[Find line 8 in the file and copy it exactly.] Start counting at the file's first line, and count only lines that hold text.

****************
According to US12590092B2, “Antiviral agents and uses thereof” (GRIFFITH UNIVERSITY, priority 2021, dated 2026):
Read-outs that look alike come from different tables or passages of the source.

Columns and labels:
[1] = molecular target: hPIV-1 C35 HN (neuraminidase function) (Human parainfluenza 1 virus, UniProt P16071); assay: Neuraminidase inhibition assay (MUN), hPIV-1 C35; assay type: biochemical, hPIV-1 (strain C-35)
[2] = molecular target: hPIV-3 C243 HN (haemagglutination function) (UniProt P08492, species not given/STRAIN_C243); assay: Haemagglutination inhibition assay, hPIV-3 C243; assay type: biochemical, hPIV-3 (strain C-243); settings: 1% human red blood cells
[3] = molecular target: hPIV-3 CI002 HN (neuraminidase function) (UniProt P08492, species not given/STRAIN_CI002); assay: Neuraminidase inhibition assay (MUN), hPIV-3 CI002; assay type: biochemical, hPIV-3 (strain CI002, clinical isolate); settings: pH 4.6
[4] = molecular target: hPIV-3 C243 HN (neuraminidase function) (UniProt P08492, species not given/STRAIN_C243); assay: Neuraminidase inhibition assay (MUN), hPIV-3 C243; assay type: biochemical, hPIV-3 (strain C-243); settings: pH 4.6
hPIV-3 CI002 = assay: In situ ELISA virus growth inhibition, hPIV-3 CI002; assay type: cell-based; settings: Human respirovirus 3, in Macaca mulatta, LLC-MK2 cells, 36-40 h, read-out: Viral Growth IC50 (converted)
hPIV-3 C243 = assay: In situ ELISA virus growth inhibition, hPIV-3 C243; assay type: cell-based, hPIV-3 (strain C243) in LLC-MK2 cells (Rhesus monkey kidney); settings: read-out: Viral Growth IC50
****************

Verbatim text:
hPIV-3 CI002 = assay: In situ ELISA virus growth inhibition, hPIV-3 CI002; assay type: cell-based; settings: Human respirovirus 3, in Macaca mulatta, LLC-MK2 cells, 36-40 h, read-out: Viral Growth IC50 (converted)